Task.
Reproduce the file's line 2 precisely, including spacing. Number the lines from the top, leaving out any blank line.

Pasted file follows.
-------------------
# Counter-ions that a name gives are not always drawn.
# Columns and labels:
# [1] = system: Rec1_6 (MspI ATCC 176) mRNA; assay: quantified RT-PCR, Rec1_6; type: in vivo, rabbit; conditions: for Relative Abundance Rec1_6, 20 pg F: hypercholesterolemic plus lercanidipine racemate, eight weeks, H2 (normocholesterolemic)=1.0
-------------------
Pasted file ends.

# Columns and labels: